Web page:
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Review: Elsa Shootout

by David Ross on 29 March 2001, 00:00

Tags: ELSA

Quick Link: HEXUS.net/qafg

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Elsa Shootout

3D Graphics Cards have come on leaps and bounds since the early days of 3d acceleration, I remember back in 1998 buying the Orchid Righteous Voodoo 1, which came equipped with a staggering 4MB RAM running at 55Mhz, it cost then a quite considerable £85, from there, there was no stopping 3dfx, in the space of a year they flooded the market with the stunning Voodoo 2 which came with either, 8MB or 12MB of memory running at 90Mhz, many manufacturers produced graphics products using the 3dfx chipsets, all with pretty much the same specs. NVIDIA took rather a back seat position during this time, they produced, the rather unspectacular Riva 128 ZX and other similar multipurpose 2d/3d chipsets. 3dfx pretty much lead the 3d market, everyone else followed behind. Then NVIDIA brought out the rather good TNT2 chipset , it was one of the first chipsets to actually produce useable 32bit colour, in 3d games. Nivdia also produced a working OpenGL ICD (Installable Client Driver), which most manufacturers sadly neglected, Matrox with it's famed G200, and the Open GL ICD that never actually arrived, 3dFX, tried with it's mini GL drivers, but NVIDIA were starting to take the lead.

With the introduction of the Voodoo3 series of cards 3Dfx where having to play catch up with NVIDIA. NVIDIA had already introduced native OpenGL support, and 32 bit rendering, along with Windowed rendering, these goodies where missing from 3Dfx's lineup.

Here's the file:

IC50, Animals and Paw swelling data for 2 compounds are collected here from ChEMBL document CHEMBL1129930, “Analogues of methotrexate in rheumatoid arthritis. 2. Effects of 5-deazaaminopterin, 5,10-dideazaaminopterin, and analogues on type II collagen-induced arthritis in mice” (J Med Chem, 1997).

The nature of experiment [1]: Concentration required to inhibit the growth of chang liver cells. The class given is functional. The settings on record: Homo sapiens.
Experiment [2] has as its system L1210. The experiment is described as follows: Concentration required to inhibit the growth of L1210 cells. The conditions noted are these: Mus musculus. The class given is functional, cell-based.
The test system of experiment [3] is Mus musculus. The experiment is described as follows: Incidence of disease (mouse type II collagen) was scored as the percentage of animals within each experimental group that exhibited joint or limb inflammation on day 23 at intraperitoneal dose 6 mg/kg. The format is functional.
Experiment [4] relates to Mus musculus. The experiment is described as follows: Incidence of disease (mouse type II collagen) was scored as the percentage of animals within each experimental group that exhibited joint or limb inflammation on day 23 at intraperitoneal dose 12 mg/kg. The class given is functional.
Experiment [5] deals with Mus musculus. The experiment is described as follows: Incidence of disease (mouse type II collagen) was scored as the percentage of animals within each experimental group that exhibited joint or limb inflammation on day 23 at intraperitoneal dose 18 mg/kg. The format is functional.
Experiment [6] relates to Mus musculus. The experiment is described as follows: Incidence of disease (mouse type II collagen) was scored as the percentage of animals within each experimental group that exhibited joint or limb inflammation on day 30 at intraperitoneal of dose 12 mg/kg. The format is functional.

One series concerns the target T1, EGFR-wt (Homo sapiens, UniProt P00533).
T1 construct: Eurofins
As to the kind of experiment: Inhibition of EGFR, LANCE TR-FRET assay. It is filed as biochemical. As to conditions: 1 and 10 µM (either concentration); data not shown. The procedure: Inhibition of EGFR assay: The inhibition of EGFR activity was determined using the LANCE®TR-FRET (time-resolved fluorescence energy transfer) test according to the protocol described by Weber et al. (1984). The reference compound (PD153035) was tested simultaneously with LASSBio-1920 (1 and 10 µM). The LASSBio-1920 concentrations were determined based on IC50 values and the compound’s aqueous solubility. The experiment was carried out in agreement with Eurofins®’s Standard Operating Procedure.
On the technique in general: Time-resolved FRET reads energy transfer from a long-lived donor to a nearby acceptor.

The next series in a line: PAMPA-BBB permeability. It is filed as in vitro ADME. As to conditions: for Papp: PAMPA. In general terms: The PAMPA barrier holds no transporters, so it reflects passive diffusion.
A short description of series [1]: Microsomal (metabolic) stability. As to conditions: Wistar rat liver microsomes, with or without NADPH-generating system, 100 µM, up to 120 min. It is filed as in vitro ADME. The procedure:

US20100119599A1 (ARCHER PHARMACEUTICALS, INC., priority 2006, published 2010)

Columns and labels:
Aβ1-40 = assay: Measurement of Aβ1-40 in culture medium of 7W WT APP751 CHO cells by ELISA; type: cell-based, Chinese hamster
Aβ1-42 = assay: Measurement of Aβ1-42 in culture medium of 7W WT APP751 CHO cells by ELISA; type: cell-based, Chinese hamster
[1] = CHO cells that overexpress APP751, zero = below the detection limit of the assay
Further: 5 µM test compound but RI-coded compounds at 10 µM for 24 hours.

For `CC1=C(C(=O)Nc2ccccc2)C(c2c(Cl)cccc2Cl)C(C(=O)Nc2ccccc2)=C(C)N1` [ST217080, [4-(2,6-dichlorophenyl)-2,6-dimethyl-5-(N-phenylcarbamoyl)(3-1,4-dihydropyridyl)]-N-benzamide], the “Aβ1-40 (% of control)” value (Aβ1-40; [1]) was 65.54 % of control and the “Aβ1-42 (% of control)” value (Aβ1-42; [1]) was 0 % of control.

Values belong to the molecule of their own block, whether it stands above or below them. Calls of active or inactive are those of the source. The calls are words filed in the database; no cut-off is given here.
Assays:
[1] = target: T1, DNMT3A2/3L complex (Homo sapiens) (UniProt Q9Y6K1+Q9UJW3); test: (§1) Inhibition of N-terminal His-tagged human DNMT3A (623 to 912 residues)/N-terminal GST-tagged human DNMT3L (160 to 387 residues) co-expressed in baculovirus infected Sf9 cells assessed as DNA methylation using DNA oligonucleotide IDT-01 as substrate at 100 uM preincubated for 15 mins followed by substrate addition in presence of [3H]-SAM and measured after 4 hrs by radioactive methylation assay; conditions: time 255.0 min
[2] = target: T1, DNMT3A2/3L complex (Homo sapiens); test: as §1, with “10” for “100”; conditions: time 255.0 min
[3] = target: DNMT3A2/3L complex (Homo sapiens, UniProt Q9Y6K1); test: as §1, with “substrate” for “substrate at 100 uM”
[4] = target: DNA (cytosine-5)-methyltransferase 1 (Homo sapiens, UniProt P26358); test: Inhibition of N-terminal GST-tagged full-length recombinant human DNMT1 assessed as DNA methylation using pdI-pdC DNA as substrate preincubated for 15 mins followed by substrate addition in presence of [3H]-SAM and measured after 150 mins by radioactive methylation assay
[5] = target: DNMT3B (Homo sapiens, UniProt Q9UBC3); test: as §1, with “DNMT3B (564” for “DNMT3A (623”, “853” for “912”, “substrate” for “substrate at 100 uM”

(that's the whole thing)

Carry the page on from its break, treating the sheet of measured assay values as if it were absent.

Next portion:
As 1999 rolled on faster and faster TNT2's where released, the fastest being the TNT2 Ultra equipped with 32MB of 183Mhz memory, and a 175Mhz core speed, with twin texel pipelines, this was indeed the card to own to play Quake 2 and many other 3D shooters of the time, 3Dfx just could not match the superior quality of the 32 bit rendering on the TNT2. ATI, and Matrox in the meanwhile where trying to play catch up again, with the ATI Rage Fury, and the Matrox G400 series, of cards.

Old to new, the Voodoo1 (bottom) that started it all (top left) Elsa Gladiac GTS

At the end of August 1999 NVIDIA announced the Geforce, the first consumer level graphics card with a GPU (Graphics Processing Unit), The GPU was supposed to take the load off the CPU and was dedicated to Tranform and Lighting, in the event, not many games then where optimized to use the T&L chipset, but even with this minor hurdle the Geforce, was still the fastest card around, due to it's new architecture.

"August 31, 1999 marks the introduction of the Graphics Processing Unit (GPU) for the PC industry. The technical definition of a GPU is "a single chip processor with integrated transform, lighting, triangle setup/clipping, and rendering engines that is capable of processing a minimum of 10 million polygons per second."